Yacub Addy’s ODADAA! - Children of the Ancients, 1999, Aku Music, Troy, NY.

Journey with Jazz at Lincoln Center, BET Jazz, 2003-05, 3 episodes on Yacub Addy’s collaboration with Wynton Marsalis titled Africa Jazz, 4/03, Columbia University, NYC.

Congo Square 2-CD set, 2007, Jazz at Lincoln Center, NYC, written by Wynton Marsalis &Yacub Addy, performed by Jazz at Lincoln Center Orchestra with Wynton Marsalis & Yacub Addy & Odadaa!, produced by Delfeayo Marsalis.

Iconoclasts: Wynton Marsalis & John Besh, premiere 11/07, Sundance Channel, featuring Congo Square project and Montreal Jazz Festival performance.

Congo Square, 02/08, Bravo Canada, 48 min. television documentary of performance at the Montreal Jazz Festival 2007.

Congo Square DVD, 2008, Shanachie Entertainment, Newton, NJ, concert at the Montreal Jazz Festival 2007, performed by Jazz at Lincoln Center Orchestra with Wynton Marsalis & Yacub Addy & Odadaa!.


Reviews:

“irresistible, hypnotically charged, earthy and stately ... Odadaa! is a treasure.”
- The New York Times

"Odadaa! is a treasure house of Ghanaian culture that not only performs traditional music and dance, but continually invents new forms rooted in tradition. This group of artists, led by master drummer Yacub Addy, has been living in our midst for more than 25 years, constantly enriching the cultural life of the U.S."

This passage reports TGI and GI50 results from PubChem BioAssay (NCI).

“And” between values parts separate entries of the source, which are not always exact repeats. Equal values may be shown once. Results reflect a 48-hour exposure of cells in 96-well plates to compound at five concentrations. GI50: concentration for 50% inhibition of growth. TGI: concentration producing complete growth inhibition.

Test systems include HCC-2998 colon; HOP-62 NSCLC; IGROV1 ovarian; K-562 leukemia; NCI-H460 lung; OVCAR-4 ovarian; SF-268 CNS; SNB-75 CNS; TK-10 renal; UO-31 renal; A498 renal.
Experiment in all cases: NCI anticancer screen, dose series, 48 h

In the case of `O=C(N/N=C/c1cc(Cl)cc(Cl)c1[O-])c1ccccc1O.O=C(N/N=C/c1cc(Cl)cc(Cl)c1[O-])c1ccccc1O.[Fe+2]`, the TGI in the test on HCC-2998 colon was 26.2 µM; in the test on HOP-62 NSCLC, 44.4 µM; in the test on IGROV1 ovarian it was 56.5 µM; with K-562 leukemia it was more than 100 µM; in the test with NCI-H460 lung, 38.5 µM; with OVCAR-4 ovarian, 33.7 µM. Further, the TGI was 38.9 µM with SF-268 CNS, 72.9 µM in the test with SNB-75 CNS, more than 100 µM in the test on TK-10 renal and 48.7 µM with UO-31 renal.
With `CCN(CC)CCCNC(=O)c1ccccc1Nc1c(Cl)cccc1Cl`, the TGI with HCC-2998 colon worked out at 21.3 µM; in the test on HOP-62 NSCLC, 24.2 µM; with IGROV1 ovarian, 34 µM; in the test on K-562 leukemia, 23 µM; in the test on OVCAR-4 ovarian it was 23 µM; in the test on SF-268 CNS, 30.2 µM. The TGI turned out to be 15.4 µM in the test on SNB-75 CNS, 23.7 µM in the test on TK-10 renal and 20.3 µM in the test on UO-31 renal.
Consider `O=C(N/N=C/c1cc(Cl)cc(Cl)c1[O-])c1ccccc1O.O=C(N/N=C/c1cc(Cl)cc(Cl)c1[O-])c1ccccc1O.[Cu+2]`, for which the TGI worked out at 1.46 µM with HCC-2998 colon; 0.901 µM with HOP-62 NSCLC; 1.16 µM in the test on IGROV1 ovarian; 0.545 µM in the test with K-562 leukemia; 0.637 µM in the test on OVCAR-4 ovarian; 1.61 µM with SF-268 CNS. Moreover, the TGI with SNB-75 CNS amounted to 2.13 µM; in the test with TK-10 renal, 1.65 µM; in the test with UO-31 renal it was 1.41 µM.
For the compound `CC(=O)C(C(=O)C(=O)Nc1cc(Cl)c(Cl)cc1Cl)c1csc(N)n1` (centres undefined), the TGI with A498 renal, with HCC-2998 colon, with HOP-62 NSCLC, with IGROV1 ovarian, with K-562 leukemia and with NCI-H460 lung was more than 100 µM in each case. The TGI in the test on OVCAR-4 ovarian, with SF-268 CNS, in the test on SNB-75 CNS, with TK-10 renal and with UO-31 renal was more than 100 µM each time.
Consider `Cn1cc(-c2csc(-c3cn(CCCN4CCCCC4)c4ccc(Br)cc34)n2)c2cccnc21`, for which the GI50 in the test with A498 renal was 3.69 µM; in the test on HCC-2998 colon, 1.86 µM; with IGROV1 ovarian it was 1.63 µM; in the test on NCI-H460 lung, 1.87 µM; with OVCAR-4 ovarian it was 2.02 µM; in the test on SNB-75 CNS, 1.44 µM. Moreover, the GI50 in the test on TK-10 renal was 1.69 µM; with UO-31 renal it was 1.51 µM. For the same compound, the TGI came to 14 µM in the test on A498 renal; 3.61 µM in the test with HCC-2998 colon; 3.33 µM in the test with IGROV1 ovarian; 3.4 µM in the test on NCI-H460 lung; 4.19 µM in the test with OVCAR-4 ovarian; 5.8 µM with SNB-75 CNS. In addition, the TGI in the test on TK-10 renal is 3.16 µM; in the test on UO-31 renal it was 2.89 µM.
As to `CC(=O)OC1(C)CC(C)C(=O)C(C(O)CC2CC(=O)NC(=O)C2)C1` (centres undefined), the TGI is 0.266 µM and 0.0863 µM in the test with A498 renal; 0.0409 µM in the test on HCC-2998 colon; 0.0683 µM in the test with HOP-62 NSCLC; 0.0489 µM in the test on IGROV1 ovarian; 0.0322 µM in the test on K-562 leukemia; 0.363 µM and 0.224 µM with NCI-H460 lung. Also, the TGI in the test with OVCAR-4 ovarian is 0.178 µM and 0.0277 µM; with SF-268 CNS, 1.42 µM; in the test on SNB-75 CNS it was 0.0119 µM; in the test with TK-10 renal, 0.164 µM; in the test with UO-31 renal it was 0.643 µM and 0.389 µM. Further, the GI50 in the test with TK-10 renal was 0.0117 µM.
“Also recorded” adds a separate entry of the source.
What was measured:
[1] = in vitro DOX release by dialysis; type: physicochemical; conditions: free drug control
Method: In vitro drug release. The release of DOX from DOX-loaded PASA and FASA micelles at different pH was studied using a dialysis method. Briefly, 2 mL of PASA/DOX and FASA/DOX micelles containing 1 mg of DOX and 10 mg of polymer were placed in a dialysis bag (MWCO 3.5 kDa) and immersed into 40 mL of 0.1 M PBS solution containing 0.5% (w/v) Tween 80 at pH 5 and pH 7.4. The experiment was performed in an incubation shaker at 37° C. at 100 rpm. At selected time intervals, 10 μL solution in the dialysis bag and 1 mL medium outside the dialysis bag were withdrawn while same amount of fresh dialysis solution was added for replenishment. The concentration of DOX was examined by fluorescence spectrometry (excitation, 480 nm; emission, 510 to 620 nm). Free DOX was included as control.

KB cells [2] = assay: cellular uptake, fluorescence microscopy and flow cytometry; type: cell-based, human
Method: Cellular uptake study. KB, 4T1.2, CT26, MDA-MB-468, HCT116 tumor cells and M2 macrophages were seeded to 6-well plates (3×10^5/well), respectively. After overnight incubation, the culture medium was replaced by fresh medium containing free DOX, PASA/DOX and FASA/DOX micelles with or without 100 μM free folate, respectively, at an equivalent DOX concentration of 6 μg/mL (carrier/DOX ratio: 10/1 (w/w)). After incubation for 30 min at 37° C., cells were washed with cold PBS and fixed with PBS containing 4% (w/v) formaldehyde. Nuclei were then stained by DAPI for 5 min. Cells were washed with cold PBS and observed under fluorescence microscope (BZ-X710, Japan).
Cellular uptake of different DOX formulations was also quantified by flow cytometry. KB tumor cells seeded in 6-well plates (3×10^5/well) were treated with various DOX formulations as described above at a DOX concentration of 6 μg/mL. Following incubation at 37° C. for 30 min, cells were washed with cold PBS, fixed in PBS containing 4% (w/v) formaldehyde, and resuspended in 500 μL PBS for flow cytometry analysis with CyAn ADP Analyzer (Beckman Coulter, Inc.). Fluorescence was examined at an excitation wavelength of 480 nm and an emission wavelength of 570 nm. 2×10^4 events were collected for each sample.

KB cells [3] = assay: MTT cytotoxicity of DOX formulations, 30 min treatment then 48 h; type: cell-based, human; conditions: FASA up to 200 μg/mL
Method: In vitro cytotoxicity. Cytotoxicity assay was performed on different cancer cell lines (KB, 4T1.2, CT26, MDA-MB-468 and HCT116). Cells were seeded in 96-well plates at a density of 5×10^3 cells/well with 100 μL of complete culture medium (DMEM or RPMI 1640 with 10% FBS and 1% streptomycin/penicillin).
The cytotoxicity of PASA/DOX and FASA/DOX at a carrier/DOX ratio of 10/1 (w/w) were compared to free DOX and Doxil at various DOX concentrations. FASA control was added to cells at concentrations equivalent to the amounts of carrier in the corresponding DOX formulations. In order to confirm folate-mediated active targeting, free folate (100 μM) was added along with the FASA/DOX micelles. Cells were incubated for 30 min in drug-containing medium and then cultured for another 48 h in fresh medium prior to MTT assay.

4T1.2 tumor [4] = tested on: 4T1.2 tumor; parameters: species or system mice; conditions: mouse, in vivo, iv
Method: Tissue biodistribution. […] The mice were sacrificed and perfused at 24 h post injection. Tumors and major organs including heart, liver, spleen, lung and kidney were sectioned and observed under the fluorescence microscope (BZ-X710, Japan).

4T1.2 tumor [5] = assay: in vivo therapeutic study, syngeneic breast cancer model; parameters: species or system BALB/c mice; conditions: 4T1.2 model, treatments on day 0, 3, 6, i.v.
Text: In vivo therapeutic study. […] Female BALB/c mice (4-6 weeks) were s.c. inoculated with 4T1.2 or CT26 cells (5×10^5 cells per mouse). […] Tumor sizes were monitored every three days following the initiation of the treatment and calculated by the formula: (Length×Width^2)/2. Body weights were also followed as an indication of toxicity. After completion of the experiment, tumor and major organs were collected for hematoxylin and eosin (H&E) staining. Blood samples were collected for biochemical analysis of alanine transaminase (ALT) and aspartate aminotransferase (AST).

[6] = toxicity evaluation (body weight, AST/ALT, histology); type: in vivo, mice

- Robert H. Browning, Executive and Artistic Director, World Music Institute, NYC

(Congo Square:)

"From start to finish, an amazingly beautiful musical experience."
- New Orleans Times-Picayune

"Jubilant, swinging... a festival unto itself"
- Washington Post

"It was simply beautiful...one of the most dynamic pieces of music I've ever heard."
- Rochester City News

"a bristling, brilliant dialogue between two epochs of black musical culture. The effect was stunning."
- Howard Reich, Chicago Tribune, 6/22/07

"Amazing. Incredible. Awesome. I've run out of adjectives."
- Grand Rapids Press

"charismatic performance, brilliant, precise and beautiful, its presentation was visually striking"
- Times Argus, Montreal